4 NEPHRON 4 Other physiological processes that are regulated by the nephron are blood pressure. The regulation is carried out through the renin angiotensin system. Renin is produced by the smooth muscle cells in the afferent arterioles. When there is a reduction in the volume of blood passing through the afferent arteriole renin is produced. Renin is an enzyme that converts angiotensinogen into angiotensin I in the liver. The angiotensin I is converted into angiotensin II in the lungs through angiotensin converting enzyme. Angiotensin II stimulates the release of aldosterone which acts on the collecting duct. The hormone allows the retention of water and Na ions which further increases water retention. There are several issues that are associated with this problem especially in patients with congestive heart failure. The low volume of blood to the afferent arteriole and the activation of the renin angiotensin system lead to a vicious circle. There is excessive fluid retention which further leads to an increase of the work load exerted on the heart (Leipziger, 2014). The other part of the nephron is comprised of the renal tubule. The renal tubule is comprised of proximal convoluted tubule, thin descending limb, loop of Henle, thick ascending limb, distal convoluted tubule and the collecting duct. In the proximal convoluted tubule, glucose and protein are reabsorbed (Bourne, 2012). Most of the ions such as Na, Cl, K, HCO3 and PO4 are reabsorbed. The absorption is isotonic and there is secretion of NH3 which acts as a buffer for H+ (Bourne, 2012). PTH acts on this part of the tubule and blocks the Na and PO3 co transport. ATII also acts on this part by stimulating exchange between Na and H+ ions. The medulla surrounding the descending loop is hypertonic; hence, there is passive reabsorption. The thick ascending loop actively absorbs K, Na, and Cl. There is also indirect reabsorption of Ca and Mg (Bourne, 2012). The main function of this part of the tubule is making the urine less concentrated. The early distal convoluted tubule reabsorbs the Cl, Na and makes the urine hypotonic. PTH also acts on this part and stimulates the

5 NEPHRON 5 reabsorption of calcium. Finally, the collecting duct is responsible for the Na reabsorption for the exchange of H and K. The process is regulated aldosterone (Bourne, 2012). In summation, the nephron is the functional unit of the kidney and takes part in the filtration process and formation of urine. The process is responsible for detoxification and the regulation of fluid in the body (Bankir, 2013). The anatomical structure of the nephron makes it possible to carry out different activities competently. In addition, there are different physiological processes that act on the nephron and these influence the rate at which the processes of filtration and reabsorption take place. Different medications act on different structures of the nephron and help in the regulation of blood pressure and the evacuation of excess fluids.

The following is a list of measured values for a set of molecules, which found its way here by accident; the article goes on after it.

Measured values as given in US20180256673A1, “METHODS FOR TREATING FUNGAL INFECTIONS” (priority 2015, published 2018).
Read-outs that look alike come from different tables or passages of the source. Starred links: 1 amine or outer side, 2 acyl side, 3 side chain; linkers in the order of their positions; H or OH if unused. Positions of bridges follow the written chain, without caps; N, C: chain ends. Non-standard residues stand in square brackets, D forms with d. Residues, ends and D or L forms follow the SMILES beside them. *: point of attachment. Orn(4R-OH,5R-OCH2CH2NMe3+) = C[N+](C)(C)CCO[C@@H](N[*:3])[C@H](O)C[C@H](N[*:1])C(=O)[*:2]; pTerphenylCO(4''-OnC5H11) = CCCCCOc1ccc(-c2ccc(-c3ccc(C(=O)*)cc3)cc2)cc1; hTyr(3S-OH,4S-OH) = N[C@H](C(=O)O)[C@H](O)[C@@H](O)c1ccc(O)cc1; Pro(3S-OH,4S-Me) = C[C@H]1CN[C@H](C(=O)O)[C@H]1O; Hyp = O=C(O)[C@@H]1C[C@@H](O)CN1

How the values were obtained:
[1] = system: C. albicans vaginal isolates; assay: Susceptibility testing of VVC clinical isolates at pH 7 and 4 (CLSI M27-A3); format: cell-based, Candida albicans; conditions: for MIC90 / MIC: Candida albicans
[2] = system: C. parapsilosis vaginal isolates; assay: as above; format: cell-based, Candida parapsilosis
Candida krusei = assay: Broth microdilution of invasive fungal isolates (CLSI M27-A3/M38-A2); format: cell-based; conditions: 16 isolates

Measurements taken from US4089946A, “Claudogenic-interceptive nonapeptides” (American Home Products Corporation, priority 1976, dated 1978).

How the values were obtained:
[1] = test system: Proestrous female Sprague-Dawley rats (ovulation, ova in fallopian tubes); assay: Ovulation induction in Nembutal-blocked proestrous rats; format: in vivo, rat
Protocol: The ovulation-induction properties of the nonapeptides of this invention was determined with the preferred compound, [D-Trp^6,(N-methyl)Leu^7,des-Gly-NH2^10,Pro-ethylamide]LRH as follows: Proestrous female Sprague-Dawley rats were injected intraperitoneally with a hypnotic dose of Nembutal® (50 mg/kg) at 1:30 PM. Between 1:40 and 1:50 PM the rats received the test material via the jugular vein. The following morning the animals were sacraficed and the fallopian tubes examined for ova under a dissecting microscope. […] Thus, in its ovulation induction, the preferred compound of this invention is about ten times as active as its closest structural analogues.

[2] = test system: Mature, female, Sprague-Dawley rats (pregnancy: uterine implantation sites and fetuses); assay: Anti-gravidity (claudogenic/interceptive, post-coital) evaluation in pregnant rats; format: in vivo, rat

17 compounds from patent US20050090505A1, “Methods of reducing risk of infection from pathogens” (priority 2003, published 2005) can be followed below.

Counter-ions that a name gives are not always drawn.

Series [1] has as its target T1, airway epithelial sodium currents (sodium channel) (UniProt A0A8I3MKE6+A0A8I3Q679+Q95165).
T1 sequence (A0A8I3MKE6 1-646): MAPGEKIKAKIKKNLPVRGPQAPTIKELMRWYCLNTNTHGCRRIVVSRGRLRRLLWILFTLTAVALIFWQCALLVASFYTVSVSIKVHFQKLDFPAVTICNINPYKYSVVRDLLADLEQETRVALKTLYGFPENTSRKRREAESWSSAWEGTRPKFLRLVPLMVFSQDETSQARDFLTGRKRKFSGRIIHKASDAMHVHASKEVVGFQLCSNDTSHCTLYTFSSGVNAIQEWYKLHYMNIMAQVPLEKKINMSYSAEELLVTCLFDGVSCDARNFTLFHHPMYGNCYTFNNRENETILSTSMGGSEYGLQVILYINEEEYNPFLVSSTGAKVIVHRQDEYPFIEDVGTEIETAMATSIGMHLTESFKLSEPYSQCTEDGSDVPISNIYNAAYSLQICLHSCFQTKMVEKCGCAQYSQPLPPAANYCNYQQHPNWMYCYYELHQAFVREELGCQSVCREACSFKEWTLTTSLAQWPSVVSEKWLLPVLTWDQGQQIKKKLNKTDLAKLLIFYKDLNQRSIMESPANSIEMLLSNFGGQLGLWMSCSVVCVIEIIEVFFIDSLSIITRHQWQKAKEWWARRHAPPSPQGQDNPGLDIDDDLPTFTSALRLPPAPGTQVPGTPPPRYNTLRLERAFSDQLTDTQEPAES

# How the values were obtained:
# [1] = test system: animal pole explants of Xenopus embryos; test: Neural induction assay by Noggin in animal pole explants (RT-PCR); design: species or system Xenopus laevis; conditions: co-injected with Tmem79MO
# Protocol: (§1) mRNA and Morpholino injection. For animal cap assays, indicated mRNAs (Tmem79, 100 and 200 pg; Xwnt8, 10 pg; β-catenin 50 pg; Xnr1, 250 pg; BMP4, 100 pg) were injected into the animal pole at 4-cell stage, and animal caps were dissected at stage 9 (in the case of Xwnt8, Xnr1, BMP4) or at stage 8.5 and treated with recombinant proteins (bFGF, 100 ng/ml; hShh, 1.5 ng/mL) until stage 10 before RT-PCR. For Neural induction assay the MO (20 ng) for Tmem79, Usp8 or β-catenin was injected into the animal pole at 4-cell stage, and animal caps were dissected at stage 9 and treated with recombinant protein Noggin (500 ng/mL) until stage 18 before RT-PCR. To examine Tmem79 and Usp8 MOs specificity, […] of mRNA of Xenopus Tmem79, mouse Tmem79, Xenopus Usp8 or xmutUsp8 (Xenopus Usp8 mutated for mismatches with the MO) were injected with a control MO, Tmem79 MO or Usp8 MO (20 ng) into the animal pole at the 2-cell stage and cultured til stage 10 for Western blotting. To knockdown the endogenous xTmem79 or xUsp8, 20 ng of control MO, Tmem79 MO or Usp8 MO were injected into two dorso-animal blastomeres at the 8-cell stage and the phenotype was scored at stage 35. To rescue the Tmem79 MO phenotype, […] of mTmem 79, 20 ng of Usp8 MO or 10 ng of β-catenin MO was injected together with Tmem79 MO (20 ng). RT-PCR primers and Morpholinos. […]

6 NEPHRON 6 References Bankir, L. (2013). Water and kidney physiology. Nutrition Today, 48(4), S13-S17. Bourne, G. (Ed.). (2012). Anatomy and physiology (Vol. 1). Elsevier. Colbert, B. J., Ankney, J. J., & Lee, K. (2012). Anatomy, Physiology, and Disease: An Interactive Journey for Health Professionals. Pearson Higher Ed. Koeppen, B. M., & Stanton, B. A. (2012). Renal Physiology: Mosby Physiology Monograph Series. Elsevier Health Sciences. Leipziger, J. (2014). The physiology of water and electrolyte transport in gut and kidney. In Proceedings of The Physiological Society. The Physiological Society. McLaughlin, P. A. (2012). Internal anatomy. Internal anatomy and physiological regulation. Moinuddin, Z., & Dhanda, R. (2015). Anatomy of the kidney and ureter.anaesthesia & Intensive Care Medicine. Moore, K. L., Dalley, A. F., & Agur, A. M. (2013). Clinically oriented anatomy. Lippincott Williams & Wilkins. Netter, F. H. (2014). Atlas of human anatomy. Elsevier Health Sciences. Nielsen, S., Kwon, T. H., Fenton, R. A., & Praetorius, J. (2012). Anatomy of the Kidney. Brenner and Rector's the Kidney al. MWTe, Ed. Philadelphia, PA, Elsevier, Sembulingam, K., & Sembulingam, P. (2012). Essentials of medical physiology. JP Medical Ltd.